Getting started with PostgreSQL in R

When dealing with large datasets that potentially exceed the memory of your machine it is nice to have another possibility such as your own server with an SQL/PostgreSQL database on it, where you can query the data in smaller digestible chunks. For example, recently I was facing a financial dataset of 5 GB. Although 5 GB fit into my RAM the data uses a lot of resources. One solution is to use an SQL-based database, where I can query data in smaller chunks, leaving resources for the computation.

While MySQL is the more widely used, PostgreSQL has the advantage of being open source and free for all usages. However, we still need to get a server. One possible way to do it is to rent Amazon server, however, as I don’t have a budget for my projects and because I only need the data on my own machine I wanted to set up a server on my Windows 8.1 machine. This is how I did it.

Installing software, Starting the Server and Setting up new Users

First, we need to install the necessary software. Besides R and RStudio we need to install PostgreSQL, that we find here. When installing we are asked to provide a password, just remember it as we need it later. Say for this example we set the password to: “DataScienceRocks”.

Now we can already access and use the database, for example we can start the interface (pgAdmin III) that was automatically installed with PostgreSQL. To connect to the database double click on the server in pgAdmin III and type in your password. The server seems to run after the installation as well. If this is not the case (i.e. you get the error “Server doesn’t listen” when trying to connect to the server with pgAdmin III), you can start the server with the following command in the command line:

pg_ctl -D "C:\Program Files\PostgreSQL\9.4\data" start

As we can see, we only have one user (“postgres“). It is good practice to use the database with another user that has no createrole (think of it as a non-admin user).

To set up a new user I follow this explanation. Start the command line (go to the start menu and type cmd”) and move to the folder where you installed PostgreSQL (more precisely, the bin-folder). In my case I navigated to the folder by typing:

cd C:/Program Files/PostgreSQL/9.4/bin

Now we need to create a new user (openpg), which we can do by executing the following command:

createuser.exe --createdb --username postgres --no-createrole --pwprompt openpg

We have to enter the password for the new user twice (note that there is no feedback from the commandline), for this example I set it to “new_user_password“, lastly we are asked to give our password for the main user (“postgres“) which is in this case “DataScienceRocks“, as specified during the installation.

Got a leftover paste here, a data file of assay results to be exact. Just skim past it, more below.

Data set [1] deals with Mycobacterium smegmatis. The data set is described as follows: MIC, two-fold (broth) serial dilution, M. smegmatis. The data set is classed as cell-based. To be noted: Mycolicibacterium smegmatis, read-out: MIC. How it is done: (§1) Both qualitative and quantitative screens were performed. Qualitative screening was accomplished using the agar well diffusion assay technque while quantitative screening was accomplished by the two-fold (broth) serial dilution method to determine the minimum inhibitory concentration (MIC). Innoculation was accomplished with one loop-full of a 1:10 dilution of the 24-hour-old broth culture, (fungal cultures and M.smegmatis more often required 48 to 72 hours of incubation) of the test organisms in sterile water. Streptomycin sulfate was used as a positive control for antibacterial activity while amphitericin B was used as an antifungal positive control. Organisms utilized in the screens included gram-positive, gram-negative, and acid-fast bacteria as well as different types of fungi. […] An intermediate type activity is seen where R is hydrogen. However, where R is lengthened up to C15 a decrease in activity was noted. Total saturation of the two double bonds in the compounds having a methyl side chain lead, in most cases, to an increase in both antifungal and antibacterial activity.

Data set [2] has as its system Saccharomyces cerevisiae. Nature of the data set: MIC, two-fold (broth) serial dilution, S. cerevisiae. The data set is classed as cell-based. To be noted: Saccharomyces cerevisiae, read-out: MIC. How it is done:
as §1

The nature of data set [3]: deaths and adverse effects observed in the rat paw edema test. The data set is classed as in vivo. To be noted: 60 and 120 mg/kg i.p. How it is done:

We can check if we have two users by going into pgAdmin III, which should look like this:

pgAdmin Users
Users in pgAdmin III

Creating a Table in pgAdmin III

An easy way to create a table (database) is to use pgAdmin III. Right click on the “Tables” and choose “New Table”.

Tables in pgAdmin III
Tables in pgAdmin III

For this example we create a table called cartable that we will later populate with the dataset of mtcars. For the dataset we need to specify the columes and their types as shown in the next picture.

pgAdmin III Table Columns
pgAdmin III Table Columns

Lastly, we need to specificy a primary key in constraints. In this case I use the carname column as key.

Connection with R

Now it is time to connect to the database with R. This approach uses the RPostgreSQL package and this approach.

To connect, we need to enter the following commands in R:

# install.packages("RPostgreSQL")
require("RPostgreSQL")

# create a connection
# save the password that we can "hide" it as best as we can by collapsing it
pw <- {
  "correcthorsebatterystaple"
}

# loads the PostgreSQL driver
drv <- dbDriver("PostgreSQL")
# creates a connection to the postgres database
# note that "con" will be used later in each connection to the database
con <- dbConnect(drv, dbname = "postgres",
                 host = "localhost", port = 5432,
                 user = "openpg", password = pw)
rm(pw) # removes the password

# check for the cartable
dbExistsTable(con, "cartable")
# TRUE

If we don’t get an error, that means we are connected to the database.

Write and Load Data with RPostgreSQL

The following code show how we can write and read data to the database:

# creates df, a data.frame with the necessary columns
data(mtcars)
df <- data.frame(carname = rownames(mtcars), 
                 mtcars, 
                 row.names = NULL)
df$carname <- as.character(df$carname)
rm(mtcars)

# writes df to the PostgreSQL database "postgres", table "cartable" 
dbWriteTable(con, "cartable", 
             value = df, append = TRUE, row.names = FALSE)

# query the data from postgreSQL 
df_postgres <- dbGetQuery(con, "SELECT * from cartable")

# compares the two data.frames
identical(df, df_postgres)
# TRUE

# Basic Graph of the Data
require(ggplot2)
ggplot(df_postgres, aes(x = as.factor(cyl), y = mpg, fill = as.factor(cyl))) + 
  geom_boxplot() + theme_bw()
Visualization of the data
Visualization of the data

Lastly, if we are finished, we have to disconnect from the server:

# close the connection
dbDisconnect(con)
dbUnloadDriver(drv)

Outro

If you have any questions about the code, PostgreSQL or pgAdmin III or if you have remarks or have found a way to do it better/faster feel free to leave a comment or write me an email.

Useful links:

Get the PostgreSQL software here:
http://www.postgresql.org/download/windows/

PostgreSQL commandline commands: http://www.postgresql.org/docs/9.4/static/app-pg-ctl.html

Create a new User: https://doc.odoo.com/install/windows/postgres/

For a short introduction to postgreSQL queries have a look at this: http://www.postgresql.org/docs/8.4/static/tutorial-select.html

Appendix

If you want to create a table in R instead of pgAdmin III you can do that of course. The following creates the same table as the we did earlier in pgAdmin III:

# specifies the details of the table
sql_command <- "CREATE TABLE cartable
(
  carname character varying NOT NULL,
  mpg numeric(3,1),